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Toxins 2010, 2(1), 69-92; doi:10.3390/toxins2010069
Article

The Versatility of the Helicobacter pylori Vacuolating Cytotoxin VacA in Signal Transduction and Molecular Crosstalk

*  and
Received: 3 December 2009; in revised form: 31 December 2009 / Accepted: 14 January 2010 / Published: 15 January 2010
(This article belongs to the Special Issue Bacterial Protein Toxins)
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Abstract: By modulating important properties of eukaryotic cells, many bacterial protein toxins highjack host signalling pathways to create a suitable niche for the pathogen to colonize and persist. Helicobacter pylori VacA is paradigm of pore-forming toxins which contributes to the pathogenesis of peptic ulceration. Several cellular receptors have been described for VacA, which exert different effects on epithelial and immune cells. The crystal structure of VacA p55 subunit might be important for elucidating details of receptor interaction and pore formation. Here we discuss the multiple signalling activities of this important toxin and the molecular crosstalk between VacA and other virulence factors.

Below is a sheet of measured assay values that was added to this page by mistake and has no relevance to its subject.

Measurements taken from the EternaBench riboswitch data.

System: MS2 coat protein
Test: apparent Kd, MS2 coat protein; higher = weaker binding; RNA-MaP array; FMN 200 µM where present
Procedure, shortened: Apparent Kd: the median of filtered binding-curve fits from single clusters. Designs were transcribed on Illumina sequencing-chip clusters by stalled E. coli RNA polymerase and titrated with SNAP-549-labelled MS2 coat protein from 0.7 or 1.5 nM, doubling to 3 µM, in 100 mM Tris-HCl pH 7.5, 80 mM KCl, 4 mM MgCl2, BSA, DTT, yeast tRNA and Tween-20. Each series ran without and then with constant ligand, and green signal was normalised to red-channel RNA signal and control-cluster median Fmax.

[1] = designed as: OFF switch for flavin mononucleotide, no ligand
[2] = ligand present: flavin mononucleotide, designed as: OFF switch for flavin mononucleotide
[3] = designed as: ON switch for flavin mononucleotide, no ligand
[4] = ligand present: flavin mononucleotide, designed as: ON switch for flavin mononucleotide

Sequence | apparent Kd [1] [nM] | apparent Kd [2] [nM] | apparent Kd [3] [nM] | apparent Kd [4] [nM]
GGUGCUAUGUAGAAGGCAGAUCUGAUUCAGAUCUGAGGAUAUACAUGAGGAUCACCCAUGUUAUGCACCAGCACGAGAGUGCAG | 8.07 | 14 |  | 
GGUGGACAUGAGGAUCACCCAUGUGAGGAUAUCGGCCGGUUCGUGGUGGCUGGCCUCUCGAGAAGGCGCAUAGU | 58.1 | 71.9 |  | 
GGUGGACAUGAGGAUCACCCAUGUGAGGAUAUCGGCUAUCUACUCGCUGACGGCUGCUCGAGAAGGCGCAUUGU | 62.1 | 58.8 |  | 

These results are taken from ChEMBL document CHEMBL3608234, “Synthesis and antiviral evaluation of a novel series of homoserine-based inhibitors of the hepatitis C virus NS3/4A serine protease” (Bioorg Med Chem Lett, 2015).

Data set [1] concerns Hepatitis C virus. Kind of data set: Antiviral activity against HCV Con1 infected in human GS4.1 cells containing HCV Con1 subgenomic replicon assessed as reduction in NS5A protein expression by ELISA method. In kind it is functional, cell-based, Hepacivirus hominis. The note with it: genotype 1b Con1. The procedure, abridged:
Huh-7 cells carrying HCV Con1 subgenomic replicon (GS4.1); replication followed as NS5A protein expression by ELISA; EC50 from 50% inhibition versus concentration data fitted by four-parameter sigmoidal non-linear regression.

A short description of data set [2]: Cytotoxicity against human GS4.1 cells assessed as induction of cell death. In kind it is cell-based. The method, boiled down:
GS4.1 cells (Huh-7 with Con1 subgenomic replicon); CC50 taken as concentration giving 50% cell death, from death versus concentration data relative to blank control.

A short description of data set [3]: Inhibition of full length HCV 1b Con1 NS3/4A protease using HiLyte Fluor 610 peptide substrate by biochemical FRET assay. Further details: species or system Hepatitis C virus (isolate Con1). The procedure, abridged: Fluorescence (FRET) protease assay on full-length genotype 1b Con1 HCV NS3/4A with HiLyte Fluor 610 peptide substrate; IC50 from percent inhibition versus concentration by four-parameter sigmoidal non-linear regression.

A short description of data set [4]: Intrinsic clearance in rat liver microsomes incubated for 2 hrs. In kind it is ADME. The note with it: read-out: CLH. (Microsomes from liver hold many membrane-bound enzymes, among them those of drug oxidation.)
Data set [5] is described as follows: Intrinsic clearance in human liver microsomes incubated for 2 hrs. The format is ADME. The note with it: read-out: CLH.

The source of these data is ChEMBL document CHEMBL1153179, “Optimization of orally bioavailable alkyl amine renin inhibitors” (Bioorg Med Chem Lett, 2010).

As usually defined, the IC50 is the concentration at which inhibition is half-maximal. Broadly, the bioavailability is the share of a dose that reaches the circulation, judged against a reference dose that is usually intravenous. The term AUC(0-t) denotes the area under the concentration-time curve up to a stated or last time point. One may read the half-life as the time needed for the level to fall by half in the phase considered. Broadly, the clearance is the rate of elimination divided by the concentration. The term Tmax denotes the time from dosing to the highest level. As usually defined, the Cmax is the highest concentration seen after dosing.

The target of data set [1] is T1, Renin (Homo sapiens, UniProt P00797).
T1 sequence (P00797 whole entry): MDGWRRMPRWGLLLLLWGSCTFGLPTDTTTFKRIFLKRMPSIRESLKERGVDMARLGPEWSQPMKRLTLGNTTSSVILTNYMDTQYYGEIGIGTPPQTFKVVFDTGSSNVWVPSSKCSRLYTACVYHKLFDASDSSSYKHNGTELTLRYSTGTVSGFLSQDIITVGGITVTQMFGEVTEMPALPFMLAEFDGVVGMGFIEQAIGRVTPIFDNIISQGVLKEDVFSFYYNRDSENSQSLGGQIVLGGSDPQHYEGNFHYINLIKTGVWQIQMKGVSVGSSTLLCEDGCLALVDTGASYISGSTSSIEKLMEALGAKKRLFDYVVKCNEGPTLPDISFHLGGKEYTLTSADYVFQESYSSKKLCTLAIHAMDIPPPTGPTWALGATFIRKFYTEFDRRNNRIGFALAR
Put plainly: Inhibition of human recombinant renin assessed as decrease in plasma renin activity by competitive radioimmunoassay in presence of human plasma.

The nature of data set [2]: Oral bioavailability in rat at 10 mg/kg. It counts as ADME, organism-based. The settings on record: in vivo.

Keywords: Helicobacter pylori; signalling; type IV secretion; CagA; pathogenicity island; vacuolating cytotoxin; VacA; lipid rafts Helicobacter pylori; signalling; type IV secretion; CagA; pathogenicity island; vacuolating cytotoxin; VacA; lipid rafts
This is an open access article distributed under the Creative Commons Attribution License which permits unrestricted use, distribution, and reproduction in any medium, provided the original work is properly cited.

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MDPI and ACS Style

Backert, S.; Tegtmeyer, N. The Versatility of the Helicobacter pylori Vacuolating Cytotoxin VacA in Signal Transduction and Molecular Crosstalk. Toxins 2010, 2, 69-92.

AMA Style

Backert S, Tegtmeyer N. The Versatility of the Helicobacter pylori Vacuolating Cytotoxin VacA in Signal Transduction and Molecular Crosstalk. Toxins. 2010; 2(1):69-92.

Chicago/Turabian Style

Backert, Steffen; Tegtmeyer, Nicole. 2010. "The Versatility of the Helicobacter pylori Vacuolating Cytotoxin VacA in Signal Transduction and Molecular Crosstalk." Toxins 2, no. 1: 69-92.


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